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See detailAssyria in Early Modern Historiography
Sarha, Jennifer UL

in Grogan, Jane (Ed.) Beyond Greece and Rome: Reading the Ancient <near East in Early Modern Europe (2020)

This article provides a starting point for the understudied pre-nineteenth-century reception of Assyria. In early modern Europe, knowledge about ancient Assyria was mainly derived from a small pool of ... [more ▼]

This article provides a starting point for the understudied pre-nineteenth-century reception of Assyria. In early modern Europe, knowledge about ancient Assyria was mainly derived from a small pool of classical authors; an entirely textual tradition, centred around the figures of Semiramis and Sardanapalus, which was transmitted through strict repetition in late medieval and early modern history writing. The narrow scope and repetitive nature of this tradition raise questions for historiography – what kind of historical knowledge can be produced from such limited sources? And, crucially, what notions about Assyria can emerge here? By examining the treatment of Semiramis and Sardanapalus in three geographically and chronologically diverse case-studies (Giovanni Boccaccio, Johannes Carion and Philip Melanchthon, and Walter Ralegh), this article sheds light on the negotiations between received practices and historiographical trends, the influence of moral imperatives and gendered logic, and establishes the longevity and pan-European spread of the historiographical tradition on Assyria. [less ▲]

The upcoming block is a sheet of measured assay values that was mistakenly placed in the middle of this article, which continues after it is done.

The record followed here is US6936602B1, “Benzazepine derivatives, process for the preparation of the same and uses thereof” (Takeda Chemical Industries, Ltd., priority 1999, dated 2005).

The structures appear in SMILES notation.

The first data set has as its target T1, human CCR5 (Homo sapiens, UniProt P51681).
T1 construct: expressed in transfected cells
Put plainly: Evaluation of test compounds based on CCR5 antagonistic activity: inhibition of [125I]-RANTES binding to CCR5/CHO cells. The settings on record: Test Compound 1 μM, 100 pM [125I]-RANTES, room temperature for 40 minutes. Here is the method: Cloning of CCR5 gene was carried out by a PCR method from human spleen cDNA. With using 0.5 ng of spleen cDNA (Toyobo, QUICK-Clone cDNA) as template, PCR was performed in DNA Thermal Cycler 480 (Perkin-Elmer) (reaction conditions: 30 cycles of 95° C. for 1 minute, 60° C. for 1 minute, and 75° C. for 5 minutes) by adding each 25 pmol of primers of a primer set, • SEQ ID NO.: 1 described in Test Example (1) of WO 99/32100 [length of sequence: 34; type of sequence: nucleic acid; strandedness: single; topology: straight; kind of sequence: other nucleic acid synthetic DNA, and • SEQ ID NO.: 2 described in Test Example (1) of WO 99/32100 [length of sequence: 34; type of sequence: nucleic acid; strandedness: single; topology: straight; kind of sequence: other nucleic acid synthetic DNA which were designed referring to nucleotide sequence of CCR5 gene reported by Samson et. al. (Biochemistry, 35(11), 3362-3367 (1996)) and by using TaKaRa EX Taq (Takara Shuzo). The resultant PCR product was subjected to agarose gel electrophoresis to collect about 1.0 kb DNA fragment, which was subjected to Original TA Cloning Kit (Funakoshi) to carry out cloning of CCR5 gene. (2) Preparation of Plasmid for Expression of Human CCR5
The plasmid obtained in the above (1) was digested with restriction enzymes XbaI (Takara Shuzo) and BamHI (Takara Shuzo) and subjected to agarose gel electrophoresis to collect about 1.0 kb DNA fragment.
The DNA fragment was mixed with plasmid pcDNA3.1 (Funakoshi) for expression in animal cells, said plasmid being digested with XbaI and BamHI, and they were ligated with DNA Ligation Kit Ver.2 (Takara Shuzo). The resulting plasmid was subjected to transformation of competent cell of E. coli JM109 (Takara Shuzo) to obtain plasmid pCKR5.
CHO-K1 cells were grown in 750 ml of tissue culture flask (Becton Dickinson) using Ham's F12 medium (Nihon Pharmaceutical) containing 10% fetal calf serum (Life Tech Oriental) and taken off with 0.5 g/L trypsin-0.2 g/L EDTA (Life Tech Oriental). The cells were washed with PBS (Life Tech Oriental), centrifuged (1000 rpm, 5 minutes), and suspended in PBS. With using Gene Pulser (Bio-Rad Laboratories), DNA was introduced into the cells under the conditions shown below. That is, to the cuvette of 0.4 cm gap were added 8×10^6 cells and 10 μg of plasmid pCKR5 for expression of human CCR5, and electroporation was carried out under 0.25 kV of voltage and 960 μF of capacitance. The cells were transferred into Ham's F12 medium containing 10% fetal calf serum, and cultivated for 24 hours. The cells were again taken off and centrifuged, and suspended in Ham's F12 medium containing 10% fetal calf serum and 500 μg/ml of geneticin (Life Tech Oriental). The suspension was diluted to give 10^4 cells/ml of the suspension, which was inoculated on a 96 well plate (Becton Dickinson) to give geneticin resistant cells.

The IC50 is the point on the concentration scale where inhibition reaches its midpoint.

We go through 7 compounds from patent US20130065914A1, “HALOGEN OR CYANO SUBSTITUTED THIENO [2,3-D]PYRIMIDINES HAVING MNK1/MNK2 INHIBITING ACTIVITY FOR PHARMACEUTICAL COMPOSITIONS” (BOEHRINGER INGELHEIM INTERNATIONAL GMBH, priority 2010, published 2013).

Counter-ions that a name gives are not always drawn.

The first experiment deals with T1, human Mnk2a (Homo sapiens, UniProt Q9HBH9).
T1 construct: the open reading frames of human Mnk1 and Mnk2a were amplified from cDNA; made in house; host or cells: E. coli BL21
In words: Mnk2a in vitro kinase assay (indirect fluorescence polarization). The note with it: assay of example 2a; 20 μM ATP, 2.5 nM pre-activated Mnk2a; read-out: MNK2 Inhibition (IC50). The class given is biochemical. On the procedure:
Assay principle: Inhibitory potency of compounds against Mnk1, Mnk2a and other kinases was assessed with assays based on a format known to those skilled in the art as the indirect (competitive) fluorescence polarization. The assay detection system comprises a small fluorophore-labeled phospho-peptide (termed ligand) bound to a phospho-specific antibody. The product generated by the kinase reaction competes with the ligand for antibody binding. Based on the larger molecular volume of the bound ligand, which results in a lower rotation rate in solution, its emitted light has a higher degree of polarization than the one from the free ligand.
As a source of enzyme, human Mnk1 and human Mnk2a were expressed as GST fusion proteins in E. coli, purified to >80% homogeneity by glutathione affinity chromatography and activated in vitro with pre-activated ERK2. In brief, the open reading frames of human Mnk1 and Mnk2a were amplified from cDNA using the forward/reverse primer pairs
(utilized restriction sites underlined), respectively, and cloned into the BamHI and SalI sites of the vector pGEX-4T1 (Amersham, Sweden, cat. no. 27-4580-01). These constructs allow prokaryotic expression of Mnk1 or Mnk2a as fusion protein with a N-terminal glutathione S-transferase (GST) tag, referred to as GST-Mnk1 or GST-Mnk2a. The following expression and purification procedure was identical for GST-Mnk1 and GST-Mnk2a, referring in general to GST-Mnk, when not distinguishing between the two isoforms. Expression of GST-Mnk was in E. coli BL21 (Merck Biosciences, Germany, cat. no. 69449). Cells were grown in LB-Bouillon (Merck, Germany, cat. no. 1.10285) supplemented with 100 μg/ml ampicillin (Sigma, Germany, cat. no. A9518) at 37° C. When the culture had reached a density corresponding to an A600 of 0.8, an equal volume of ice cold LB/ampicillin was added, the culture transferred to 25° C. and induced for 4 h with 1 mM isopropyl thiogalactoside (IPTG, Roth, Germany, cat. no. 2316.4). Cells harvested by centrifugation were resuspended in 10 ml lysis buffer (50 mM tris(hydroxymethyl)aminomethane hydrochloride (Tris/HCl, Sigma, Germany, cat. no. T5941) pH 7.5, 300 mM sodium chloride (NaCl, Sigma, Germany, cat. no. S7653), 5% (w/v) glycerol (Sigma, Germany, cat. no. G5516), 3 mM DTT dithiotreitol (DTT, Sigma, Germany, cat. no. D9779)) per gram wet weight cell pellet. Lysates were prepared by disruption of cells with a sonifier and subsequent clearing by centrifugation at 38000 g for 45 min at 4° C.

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See detail‘The Sultan’s self shan’t carry me’: Negotiations of harem fantasies in Byron’s Don Juan
Sarha, Jennifer UL

in Romanticism on the Net (2009), 56

Lord Byron’s Don Juan is a poem which depends on gendered literary traditions for both its originality and its intelligibility. In the harem episode of cantos V and VI, we can recognise a libertine ... [more ▼]

Lord Byron’s Don Juan is a poem which depends on gendered literary traditions for both its originality and its intelligibility. In the harem episode of cantos V and VI, we can recognise a libertine fantasy, an Orientalist premise, and a picaresque adventure, but also some traces of epic, the gothic and literature of sensibility. Yet, these tropes are consistently complicated in the poem and used to undermine the gendered foundations of their traditions. This essay considers the formulation of such subversions through explicitly literary paradigms: what signs of gender are referred to, and how are they made intelligible as fictional constructs? By interrogating the use of gendered tropes, their formation as intelligible concepts within literary history, and their negotiations with sexualised conventions of narrative, I intend to highlight the discrepancies in the heteronormative construction of these literary paradigms and Byron’s use of them to suggest sexual fluidity. [less ▲]

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